Gino Caesar passes 1,000-yard mark, leads Hempfield past Norwin
Friday, October 28, 2022 | 11:22 PM
Norwin came into Hempfield’s Spartan Stadium on Friday night carrying the torch after a decisive victory last season, but the nod this time went to Hempfield for the third victory in the past four games of the series.
“We’ve been playing with this same group of kids — even from Norwin — we’ve been going at it since we’ve been in midget football. It’s always a fun game to play, no matter which way it goes,” said Hempfield senior running back Gino Caesar, who rushed for 157 yards to surpass 1,000 for the season and scored three touchdowns in the Spartans’ 34-7 victory.
Hempfield freshman quarterback Dominic Detruf, subbing for injured senior Jake Phillips, passed for 163 yards, including an icing-on-the-cake 83-yard touchdown to Eli Binakonsky early in the fourth quarter.
“We didn’t get all the wins we wanted, but the guys never gave up,” Hempfield coach Mike Brown said. “You know, we were pleasantly surprised with that. We were happy with the way this group pulled through.”
The victory ended a four-game losing streak for Hempfield, which enters the offseason with some momentum for next year.
“I’m going to be motivated, for sure,” Brown said. “We’ll evaluate and start back up in January and get things going again. This group of seniors kind of showed the younger kids how to work and get a winning season. They put the blueprint out there. We proved that, if you put in the hard work, good things happen.”
Hempfield (6-4, 2-3 Big East) posted its first winning season since 2013, despite hitting a wall at midseason after opening the year with five victories.
Both teams were playing down a notch in classification to Class 5A, but the competition remained formidable. Compounding matters for both were injuries to key players, including both teams’ starting quarterbacks.
“In high school sports, you’ve got to play the hand you’re dealt every year,” Norwin coach Dave Brozeski said.
The Knights (1-9, 0-5) limped to the finish line in what Brozeski called as tough a season as he’s had to endure.
“The only thing worse than a one-win season is a zero-win season,” he said.
Hempfield played the final five games without quarterback Jake Phillips, who is drawing interest from Division II schools. He was close to being recovered from a broken collarbone, Brown said.
The Spartans also were without center Logan Eisaman, a 6-foot-, 280-pound senior, who was out with a sprained ankle.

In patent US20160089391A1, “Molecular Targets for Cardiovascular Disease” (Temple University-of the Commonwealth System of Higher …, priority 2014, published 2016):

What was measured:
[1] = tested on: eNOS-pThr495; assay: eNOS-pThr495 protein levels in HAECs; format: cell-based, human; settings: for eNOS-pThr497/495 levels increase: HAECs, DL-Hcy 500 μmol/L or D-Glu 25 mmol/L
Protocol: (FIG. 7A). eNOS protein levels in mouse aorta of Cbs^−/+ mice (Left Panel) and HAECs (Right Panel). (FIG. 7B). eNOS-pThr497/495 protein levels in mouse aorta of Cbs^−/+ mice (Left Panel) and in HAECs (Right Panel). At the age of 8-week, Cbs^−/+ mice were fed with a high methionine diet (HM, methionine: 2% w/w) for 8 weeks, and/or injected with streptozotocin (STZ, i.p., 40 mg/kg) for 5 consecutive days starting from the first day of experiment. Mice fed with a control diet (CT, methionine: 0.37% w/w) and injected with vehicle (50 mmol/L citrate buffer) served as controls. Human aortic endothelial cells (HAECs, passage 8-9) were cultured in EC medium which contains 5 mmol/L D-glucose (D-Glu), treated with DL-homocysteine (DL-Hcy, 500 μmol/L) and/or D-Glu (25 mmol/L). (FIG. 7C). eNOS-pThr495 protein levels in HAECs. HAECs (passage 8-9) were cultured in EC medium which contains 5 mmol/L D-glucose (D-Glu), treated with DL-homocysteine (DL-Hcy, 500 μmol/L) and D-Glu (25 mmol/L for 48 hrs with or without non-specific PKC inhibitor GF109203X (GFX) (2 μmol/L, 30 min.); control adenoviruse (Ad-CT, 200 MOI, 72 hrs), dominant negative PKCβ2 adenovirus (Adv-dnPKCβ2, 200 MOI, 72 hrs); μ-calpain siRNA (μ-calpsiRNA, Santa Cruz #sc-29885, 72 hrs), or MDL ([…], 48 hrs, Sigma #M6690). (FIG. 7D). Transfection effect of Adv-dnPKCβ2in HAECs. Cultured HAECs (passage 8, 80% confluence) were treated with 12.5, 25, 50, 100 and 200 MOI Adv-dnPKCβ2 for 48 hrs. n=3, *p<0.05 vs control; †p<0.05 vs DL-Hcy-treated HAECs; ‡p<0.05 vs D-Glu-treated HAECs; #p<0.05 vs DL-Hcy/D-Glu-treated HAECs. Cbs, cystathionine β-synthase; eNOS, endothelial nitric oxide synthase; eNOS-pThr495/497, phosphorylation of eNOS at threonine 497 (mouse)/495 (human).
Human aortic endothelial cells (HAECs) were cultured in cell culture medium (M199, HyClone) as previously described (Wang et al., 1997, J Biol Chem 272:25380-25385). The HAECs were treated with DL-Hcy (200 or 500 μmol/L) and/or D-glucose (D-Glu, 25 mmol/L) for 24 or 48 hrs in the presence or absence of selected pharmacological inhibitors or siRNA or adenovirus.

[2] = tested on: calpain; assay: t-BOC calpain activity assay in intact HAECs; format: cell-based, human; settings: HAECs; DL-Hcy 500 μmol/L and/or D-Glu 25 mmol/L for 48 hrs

Norwin freshman quarterback Tristyn Taveres, who began the season as the starter, returned after an extended absence from an ankle injury but was largely ineffective under heavy pressure throughout the game.
“The kids competed until the very end,” Brozeski said. “Obviously, we didn’t have success in wins and losses this year, but one thing football teaches you, what sports in general teaches you, it really challenges you. It’s obviously easy whenever you’re winning. When you’re not doing well, it builds character. I’m proud of the guys for continuing to battle until the very end.”
The series was nearly deadlocked over the past 10 seasons, Hempfield winning six games and reaching the WPIAL playoffs three times and Norwin prevailing four times with four playoff appearances.
Norwin won last year’s matchup in North Huntingdon, 27-7.
In the latest meeting, Hempfield dominated from the opening kickoff, advancing at will against the Norwin defense while stifling the Knights’ offense.
The Spartans used a 137-12 edge in rushing yards in the first half to take a 20-0 halftime lead on the three short touchdown runs by Caesar, who scored from 3, 1 and 2 yards out.
Binakonsky scored on a 1-yard touchdown run early in the third quarter to make it 27-0. The play was set up by Jackson Barton’s 34-yard interception return to the 1.
Norwin avoided its fourth shutout loss by scoring with 3 minutes, 25 seconds left on Nick Urey’s 25-yard touchdown pass to Luke Denny.
“It was a huge blow for us losing a kid like Jake Phillips, arguably one of our best players, and losing our center (near) the end,” Brown said. “They were huge losses, but a credit to our guys, credit to the seniors. They bought in and got the results they wanted. Hopefully, the younger guys will follow in their footsteps.”
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